China signals strong support for decaying North Korea economy


The Chairman
Apr 17, 2009
China signals strong support for decaying North Korea economy

BEIJING (Reuters) - China on Tuesday promised to help major firms invest in impoverished neighbor North Korea, signaling strong support for the North's untried young leader just as he is believed to be planning reforms to his country's broken economy.

Vice Commerce Minister Chen Jian, in an article in the People's Daily, said priority would be given to two economic zones China and North Korea set up just over a year ago and which would represent a rare major foray by isolated Pyongyang into international commerce.

The comments coincide with this week's trip to China by Jang Song-thaek, the powerful uncle of young dictator Kim Jong-un and seen as likely to be a driving force for reforms.

"We will support big Chinese companies who are willing to invest in North Korea to broaden the economic and trade cooperation with North Korea, to push the two sides to upgrade two-way trade and investment structures and study the feasibility of cooperation on big projects," Chen wrote.

North Korea's official media said Jang had gone to China to discuss commercial projects between the two countries.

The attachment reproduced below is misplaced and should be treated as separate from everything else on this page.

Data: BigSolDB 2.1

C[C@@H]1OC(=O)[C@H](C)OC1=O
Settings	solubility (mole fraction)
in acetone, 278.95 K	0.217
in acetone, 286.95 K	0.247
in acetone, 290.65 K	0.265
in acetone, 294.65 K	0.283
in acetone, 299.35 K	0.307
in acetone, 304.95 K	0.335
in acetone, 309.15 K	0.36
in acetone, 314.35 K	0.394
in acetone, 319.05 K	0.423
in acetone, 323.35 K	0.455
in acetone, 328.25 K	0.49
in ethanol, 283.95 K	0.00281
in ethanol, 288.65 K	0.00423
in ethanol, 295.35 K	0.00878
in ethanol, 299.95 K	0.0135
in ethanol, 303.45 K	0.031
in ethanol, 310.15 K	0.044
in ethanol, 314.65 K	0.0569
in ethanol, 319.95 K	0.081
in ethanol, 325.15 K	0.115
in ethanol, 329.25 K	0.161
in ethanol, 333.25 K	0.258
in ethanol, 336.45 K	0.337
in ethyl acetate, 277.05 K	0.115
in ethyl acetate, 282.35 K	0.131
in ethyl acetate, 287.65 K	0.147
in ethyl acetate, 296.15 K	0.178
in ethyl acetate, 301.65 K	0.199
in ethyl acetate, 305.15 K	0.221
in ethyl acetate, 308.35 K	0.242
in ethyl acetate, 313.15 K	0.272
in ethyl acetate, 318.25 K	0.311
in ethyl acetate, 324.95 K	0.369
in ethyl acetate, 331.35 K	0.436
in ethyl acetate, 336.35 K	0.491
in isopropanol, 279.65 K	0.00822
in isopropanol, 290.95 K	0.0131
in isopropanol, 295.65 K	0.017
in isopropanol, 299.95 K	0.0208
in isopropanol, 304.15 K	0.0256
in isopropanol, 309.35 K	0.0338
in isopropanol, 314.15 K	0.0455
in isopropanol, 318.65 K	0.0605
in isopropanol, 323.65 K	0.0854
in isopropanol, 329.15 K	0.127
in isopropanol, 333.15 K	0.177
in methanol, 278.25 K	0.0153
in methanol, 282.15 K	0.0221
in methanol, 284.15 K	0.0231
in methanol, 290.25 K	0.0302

Jang's trip is seen as the latest sign that Kim is looking seriously at ways to revive his reclusive country's decaying economy that has been in decline for years and is unable even in years of good harvests to feed its 24 million people.

North Korea already relies heavily on China to support its economy, which has been dragged down by decades of mismanagement and international sanctions over its weapons programmes.

Kim's father, who died last December, flirted with reform but never really let it take root, wary of anything that might undermine his family's iron grip over the state.

But the new leader has presented a very different image to his father and is believed to want economic and agricultural reform. Jang has long advocated such reforms.